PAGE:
Thursday, September 6, 2012

Comment on "If Kant were a NY Cyclist"

Pissin’ In The Wind: Walking Man Talks « Bored and Thirsty
I want to make this perfectly clear –  I’ve never liked the ethical column in the New York Times, nor the smarmy writing of its original host, Randy Cohen. To me, Cohen was the very worst of that great publication – arrogant, specious and glib. This didn’t stop him over the weekend from writing one of the worst editorials I’ve had the displeasure of reading, “If Kant Were A New York Cyclist.”
I’m not going to lie to you – I am a proud pedestrian and over the years have often found myself directly at odds with cyclists. Their constant encroachment on the streets is a threat is a personal affront. Cohen represents my greatest fear – a cyclist who proudly defends his transgressions. For years, the violations of bicycle riding buffoons were whispered and hinted at. People weren’t proud of running red lights, going the wrong way down streets or cruising down a sidewalk. People did it, but they knew it was wrong. Not any more. He writes, “The rule breaking cyclist that people decry: that’s me. I routinely run red lights, and so do you.”
He’s referring to the rules of the road and the veritable anarchy in the Big Apple. Yes, pedestrians break the law. We’ve all done it. There is one big difference though, I do not twist my personal transgressions and pretend they are righteous acts. He continues, “… although it is illegal, I believe it is ethical.” This is where Cohen shifts into a highest gear – chutzpah overdrive. According to the modern day Aristotle, his actions are not only not wrong, they are fundamentally right. He’d have you believe running red lights are victimless crimes akin to drinking Schaefer on a stoop. Do not buy into his web of lies.
Additionally, he “treats red lights and stop signs as if they were yield signs.” Well, isn’t that thoughtful of him? Here he merely presents his lack of respect for this thing we call a civilized society. A society based on laws, regulations and order. We can all play Cohen’s game. I treat New York Times ethicists as pseudo-intellectual quacks willing to go to any lengths to justify their own selfish behavior. But hey, that’s just me.
He claims he doesn’t pedal on the sidewalk “O.K. except for the final 25 feet between curb cut and my front door.” I won’t rail here – since I’ve written extensively on the evils of side-biking before. <>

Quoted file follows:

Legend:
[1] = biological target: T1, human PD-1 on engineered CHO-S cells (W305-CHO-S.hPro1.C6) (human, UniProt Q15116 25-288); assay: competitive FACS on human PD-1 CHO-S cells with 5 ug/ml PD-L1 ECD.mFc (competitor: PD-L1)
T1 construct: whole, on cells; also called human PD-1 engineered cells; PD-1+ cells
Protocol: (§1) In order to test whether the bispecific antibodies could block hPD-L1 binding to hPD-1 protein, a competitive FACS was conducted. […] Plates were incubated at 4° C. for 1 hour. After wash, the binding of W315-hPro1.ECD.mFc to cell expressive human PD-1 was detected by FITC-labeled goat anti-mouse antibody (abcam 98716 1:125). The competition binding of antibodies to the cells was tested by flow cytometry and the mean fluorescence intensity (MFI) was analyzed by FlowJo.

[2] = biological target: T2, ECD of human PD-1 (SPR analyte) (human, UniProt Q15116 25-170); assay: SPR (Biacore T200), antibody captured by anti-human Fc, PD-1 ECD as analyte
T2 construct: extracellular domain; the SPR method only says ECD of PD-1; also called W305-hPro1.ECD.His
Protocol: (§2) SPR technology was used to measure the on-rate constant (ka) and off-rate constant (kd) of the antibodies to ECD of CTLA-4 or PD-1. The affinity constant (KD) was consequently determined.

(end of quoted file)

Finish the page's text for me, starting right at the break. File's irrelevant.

So what is the crux of the matter?  Cohen is typical in his unapologetic narcissism. He doesn’t want to be inconvenienced. When he’s in a rush, it’s a hassle to wait at pesky red lights. Perhaps we should all move as the crow flies – through backyards and private property. Society be damned. Because he can run a red light, he might as well do so. It harms no one, because he – as an ethicist – is equipped to determine when it’s safe and when it’s not. Let me be clear, he is in no position to make such proclamations. Sit at the red light like everyone else and wait your turn. Throughout the rambling editorial he brings up the destructiveness and environmental downsides of automobiles. What bikes lack in air pollution, their owners more than make up for in hot air.
Cars are not the issue here. Yes, they share the road with bikes, but let’s make no mistake about it – the roads are for cars. Contrary to popular belief, Sixth Avenue is not primarily a bike path. Nor are any other streets in New York City. Pedestrians understand that and so should bicyclists. But rattling off statistics about car accidents killing pedestrians is neither here nor there. After stabbing me with a knife, it’s not the appropriate forum to raise concerns about our nation’s gun laws. After all, I would be bleeding to death.
He claims he’s not “anarchic.” But that can’t be true. He’s encouraging fellow cyclists to break so-called unjust laws. For cyclists, he’s MLK, Gandhi all rolled into one. . Like so many fads in our country, the activity of bicycling is morphing into religious fanaticism. Vegetarians, fitness freaks, health nuts and others all preaching their own gospel of happiness and purpose – so long as society at large doesn’t get in the way. Everybody must fall in line.
Run red lights, don’t run red lights. I don’t care. Just don’t say it’s a matter of ethics. It’s not.
By: Oliver Mosier

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